How to Lock Cells and Protect Worksheets in Excel


To prevent accidental or deliberate changes to certain elements in a worksheet or workbook, Excel has tools for protecting certain worksheet elements that can be used with or without a password.

Protecting data from a change in Excel worksheet is a two-step process.

  1. Locking/unlocking specific cells or objects, such as charts or graphics, in a worksheet.
  2. Applying the Protect Sheet option – until step 2 is completed, all worksheet elements and data are vulnerable to change.

Note: Protecting worksheet elements should not be confused with workbook-level password security, which offers a higher level of security and can be used to prevent users from opening a file altogether.

Step 1: Lock/Unlock Cells in Excel

Lock / Unlock Cells and Protect Worksheet in Excel
Lock and Unlock Cells in Excel. © Ted French

By default, all cells in an Excel worksheet are locked. This makes it very easy to protect all data and formatting in a single worksheet simply by applying the protect sheet option.

To protect the data in all sheets in a workbook, the protect sheet option must be applied to each sheet individually.

Unlocking specific cells permits changes to be made to these cells after the protect sheet/workbook option has been applied.

Cells can be unlocked using the Lock Cell option. This option works like a toggle switch – it has only two states or positions – ON or OFF. Since all cells are initially locked in the worksheet, clicking on the option unlocks all selected cells.

Certain cells in a worksheet may be left unlocked so that new data can be added or existing data modified.

Cells containing formulas or other important data are kept locked so that once the protect sheet/workbook option has been applied, these cells cannot be changed.

Example: Unlock Cells in Excel

In the image above, protection has been applied to cells. The steps below related to the worksheet example in the image above.

In this example:

  • Cells I6 to J10 have been unlocked to allow data to be added or edited as necessary.
  • Cells I10 and J10, which contain formulas for calculating total revenues, have been left locked.
  • The protect sheet option has been activated for this worksheet.

Steps to locking / unlocking cells:

  1. Highlight cells I6 to J10 to select them.
  2. Click on the Home tab.
  3. Choose the Format option on the ribbon to open the drop-down list.
  4. Click on Lock Cell option at the bottom of the list.
  5.  The highlighted cells I6 to J10 are now unlocked.

Unlock Charts, Textboxes, and Graphics

By default, all charts, text boxes, and graphics objects – such as pictures, clip art, shapes, and Smart Art – present in a worksheet are locked and, therefore, protected when the Protect Sheet option is applied.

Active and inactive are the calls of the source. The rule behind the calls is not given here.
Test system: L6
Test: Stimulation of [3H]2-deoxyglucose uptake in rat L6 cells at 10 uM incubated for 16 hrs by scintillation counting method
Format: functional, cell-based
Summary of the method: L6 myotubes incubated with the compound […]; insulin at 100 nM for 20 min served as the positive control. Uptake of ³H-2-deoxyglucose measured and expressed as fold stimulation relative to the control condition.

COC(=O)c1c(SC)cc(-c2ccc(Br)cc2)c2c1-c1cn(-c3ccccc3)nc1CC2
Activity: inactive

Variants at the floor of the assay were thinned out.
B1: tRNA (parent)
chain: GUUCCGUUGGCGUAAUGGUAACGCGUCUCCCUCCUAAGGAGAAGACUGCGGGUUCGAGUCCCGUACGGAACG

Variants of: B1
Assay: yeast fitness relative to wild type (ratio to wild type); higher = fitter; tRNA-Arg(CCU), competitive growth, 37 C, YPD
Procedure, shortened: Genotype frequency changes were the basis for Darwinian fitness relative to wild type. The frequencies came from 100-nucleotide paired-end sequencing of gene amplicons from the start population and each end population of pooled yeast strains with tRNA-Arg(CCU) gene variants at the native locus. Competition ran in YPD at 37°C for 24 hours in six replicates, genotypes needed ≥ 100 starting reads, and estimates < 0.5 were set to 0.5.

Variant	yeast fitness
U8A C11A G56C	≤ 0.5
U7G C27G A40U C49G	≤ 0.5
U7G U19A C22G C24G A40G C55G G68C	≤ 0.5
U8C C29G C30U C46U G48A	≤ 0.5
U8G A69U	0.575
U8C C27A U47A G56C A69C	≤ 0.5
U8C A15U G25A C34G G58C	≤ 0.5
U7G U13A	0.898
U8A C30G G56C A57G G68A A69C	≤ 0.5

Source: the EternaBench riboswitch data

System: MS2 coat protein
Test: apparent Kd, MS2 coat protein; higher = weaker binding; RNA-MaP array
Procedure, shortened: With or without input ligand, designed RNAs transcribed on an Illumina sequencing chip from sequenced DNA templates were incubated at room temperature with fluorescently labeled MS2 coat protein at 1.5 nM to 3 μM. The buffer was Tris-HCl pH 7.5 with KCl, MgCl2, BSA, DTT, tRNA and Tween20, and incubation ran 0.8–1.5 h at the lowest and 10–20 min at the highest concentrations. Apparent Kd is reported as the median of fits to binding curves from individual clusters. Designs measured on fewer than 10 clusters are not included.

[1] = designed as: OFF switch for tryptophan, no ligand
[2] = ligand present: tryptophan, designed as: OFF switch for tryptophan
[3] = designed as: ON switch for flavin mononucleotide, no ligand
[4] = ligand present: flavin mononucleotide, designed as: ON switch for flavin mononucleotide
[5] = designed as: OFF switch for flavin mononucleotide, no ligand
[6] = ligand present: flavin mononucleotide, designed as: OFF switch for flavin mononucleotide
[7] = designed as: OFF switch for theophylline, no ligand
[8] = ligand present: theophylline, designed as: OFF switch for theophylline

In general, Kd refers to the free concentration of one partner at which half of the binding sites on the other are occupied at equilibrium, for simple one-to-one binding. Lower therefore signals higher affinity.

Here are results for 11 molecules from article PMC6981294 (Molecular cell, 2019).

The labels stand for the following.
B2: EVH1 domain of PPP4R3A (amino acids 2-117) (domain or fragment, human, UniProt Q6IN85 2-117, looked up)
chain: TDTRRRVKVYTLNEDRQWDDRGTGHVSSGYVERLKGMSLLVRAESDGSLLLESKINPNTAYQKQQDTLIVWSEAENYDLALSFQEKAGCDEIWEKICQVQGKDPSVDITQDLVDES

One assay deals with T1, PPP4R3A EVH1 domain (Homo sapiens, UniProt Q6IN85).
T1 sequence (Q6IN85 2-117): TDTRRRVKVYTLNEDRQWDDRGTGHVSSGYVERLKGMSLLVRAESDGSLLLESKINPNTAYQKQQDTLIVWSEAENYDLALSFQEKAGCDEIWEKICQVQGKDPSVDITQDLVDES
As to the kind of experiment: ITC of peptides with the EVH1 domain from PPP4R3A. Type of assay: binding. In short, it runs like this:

To leave such objects unlocked so that they may be changed once the sheet is protected:

  1. Select the object to be unlocked; doing so adds the Format tab to the ribbon.
  2. Click the Format tab.
  3. In the Size group on the right-hand side of the ribbon, click the dialog box launcher button (small downward pointing arrow) next to the word Size to open the formatting task pane (Format Picture dialog box in Excel 2010 and 2007)
  4. In the Properties section of the task pane, remove the check mark from the Locked check box, and if active, from the Lock text check box.

Step 2: Applying the Protect Sheet Option in Excel

Lock / Unlock Cells and Protect Worksheet in Excel
Protect Sheet Options in Excel. © Ted French

The second step in the process – protecting the entire worksheet – is applied using the Protect Sheet dialog box.

The dialog box contains a series of options that determine what elements of a worksheet can be changed. These elements include:

Note: Adding a password does not prevent users from opening the worksheet and viewing the contents.

If the two options that allow a user to highlight locked and unlocked cells are turned off, users will not be able to make any changes to a worksheet – even if it contains unlocked cells.

The remaining options, such as formatting cells and sorting data, do not all work the same. For instance, if the format cells option is checked off when a sheet is protected, all cells can be formatted.

The sort option, on the other hand, allows only on those cells that have been unlocked before the sheet was protected to be sorted. 

Example: Applying the Protect Sheet Option

  1. Unlock or lock the desired cells in the current worksheet.
  2. Click on the Home tab.
  3. Choose the Format option on the ribbon to open the drop-down list.
  4. Click on Protect Sheet option at the bottom of the list to open the Protect Sheet dialog box.
  5. Check or uncheck the desired options.
  6. Click OK to close the dialog box and protect the worksheet.

Turning Off Worksheet Protection

To unprotect a worksheet so that all cells can be edited:

  1. Click on the Home tab.
  2. Choose the Format option on the ribbon to open the drop-down list.
  3. Click on Unprotect Sheet option at the bottom of the list to unprotect the sheet.

Note: Unprotecting a worksheet has no effect on the state of locked or unlocked cells.